In the end, though, the CIA lost the larger battle over drones. After Donilon completed the White House review, Ambassador Munter and the State Department were granted more say in decisions over the timing and targeting of drone strikes. Although the move was intended to provide more civilian oversight of covert attacks, it outraged human rights activists, who blasted the White House for putting a U.S. ambassador in the position of signing off on extralegal death warrants in a foreign country. "Giving a civilian diplomat veto power on an assassination campaign is incredible," says Clive Stafford Smith, the executive director of Reprieve, a human rights group that is suing over the use of drones. "Can you imagine what the reaction would be if the Pakistani ambassador in Washington was overseeing a campaign of targeted killing in America?"
It remains unclear what role the White House itself plays in selecting the names that wind up placed on the kill lists. Some U.S. officials have described a secret panel within the National Security Council that keeps a list of targets to kill or capture. The panel, which has no paperwork authorizing its existence, is said to involve top counterterrorism adviser John Brennan, who was a staunch advocate of the Bush administration's decision to torture prisoners at Guantánamo. Other U.S. officials familiar with the targeting process say the idea of a secret panel overstates the case. The NSC, they insist, isn't involved in the vast majority of drone strikes on a daily basis – especially the majority of "signature strikes" launched by the CIA. That means the CIA still has broad authority to curate its own kill lists, with limited oversight from the White House. As one former CIA official put it: "The NSC decides when the president needs to be involved – and what fingerprints to leave, if any."
The 72-year-old man, a Fulbright scholar who spent 11 years living in New Mexico and Minnesota, had been expecting the news of his son's death. After all, it had already been falsely reported several times over the past two years. So Nasser al-Awlaki couldn't claim to be shocked on a Friday afternoon last fall when a cable news outlet reported that his worst fear had finally been realized: His son Anwar al-Awlaki, a U.S. citizen and alleged member of Al Qaeda, had been killed on September 30th, 2011 – the first American to be specifically targeted by a drone strike.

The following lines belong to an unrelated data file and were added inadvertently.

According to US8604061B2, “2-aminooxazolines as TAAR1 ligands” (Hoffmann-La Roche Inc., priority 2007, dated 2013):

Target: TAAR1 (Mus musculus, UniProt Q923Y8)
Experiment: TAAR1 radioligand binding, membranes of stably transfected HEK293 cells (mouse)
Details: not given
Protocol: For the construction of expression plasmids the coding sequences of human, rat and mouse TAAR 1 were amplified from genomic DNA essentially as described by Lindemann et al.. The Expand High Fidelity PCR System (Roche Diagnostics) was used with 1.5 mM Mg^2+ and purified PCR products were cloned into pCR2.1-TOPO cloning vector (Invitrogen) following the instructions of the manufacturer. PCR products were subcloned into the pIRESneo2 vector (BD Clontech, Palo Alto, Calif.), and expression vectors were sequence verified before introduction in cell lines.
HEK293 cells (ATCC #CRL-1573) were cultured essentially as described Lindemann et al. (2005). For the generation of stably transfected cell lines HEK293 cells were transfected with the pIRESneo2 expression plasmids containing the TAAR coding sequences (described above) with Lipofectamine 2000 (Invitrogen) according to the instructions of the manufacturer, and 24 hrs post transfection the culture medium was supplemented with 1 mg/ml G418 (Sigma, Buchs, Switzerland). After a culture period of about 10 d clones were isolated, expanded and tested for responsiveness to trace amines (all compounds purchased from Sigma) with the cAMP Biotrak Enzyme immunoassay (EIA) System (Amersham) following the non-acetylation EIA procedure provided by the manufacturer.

In the days following the killing, Nasser and his wife received a call from Anwar's 16-year-old son, Abdulrahman al-Awlaki, who had run away from home a few weeks earlier to try to find his now-deceased father in Yemen. "He called us and gave us his condolences," Nasser recalls. "We told him to come back, and he promised he would. We really pressed him, me and his grandmother."
The teenage boy never made it home. Two weeks after that final conversation, his grandparents got another phone call from a relative. Abdulrahman had been killed in a drone strike in the southern part of Yemen, his family's tribal homeland. The boy, who had no known role in Al Qaeda or any other terrorist operation, appears to have been another victim of Obama's drone war: Abdulrahman had been accompanying a cousin when a drone obliterated him and seven others. The suspected target of the killing – a member of Al Qaeda in the Arabian Peninsula – is reportedly still alive; it's unclear whether he was even there when the strike took place.
The news devastated the family. "My wife weeps every day and every morning for her grandson," says Nasser, a former high-ranking member of the Yemenite government. "He was a nice, gentle boy who liked to swim a lot. This is a boy who did nothing against America or against anything else. A boy. He is a citizen of the United States, and there are no reasons to kill him except that he is Anwar's son."
Anwar al-Awlaki was born in 1971 in Las Cruces, New Mexico, where Nasser was earning a master's degree in agricultural economics from New Mexico State University. As an adult, he lived in Colorado and Virginia, becoming an imam at an Islamic center in Falls Church. After September 11th, he began peddling the most noxious brands of jihadist rhetoric, coming very close to calling for attacks on the West. At least one of the 9/11 hijackers was said to have visited his mosque. He had left the United States for good in 2002, his father says, because he'd been "interrogated many times" by the FBI about his connections to terrorist groups.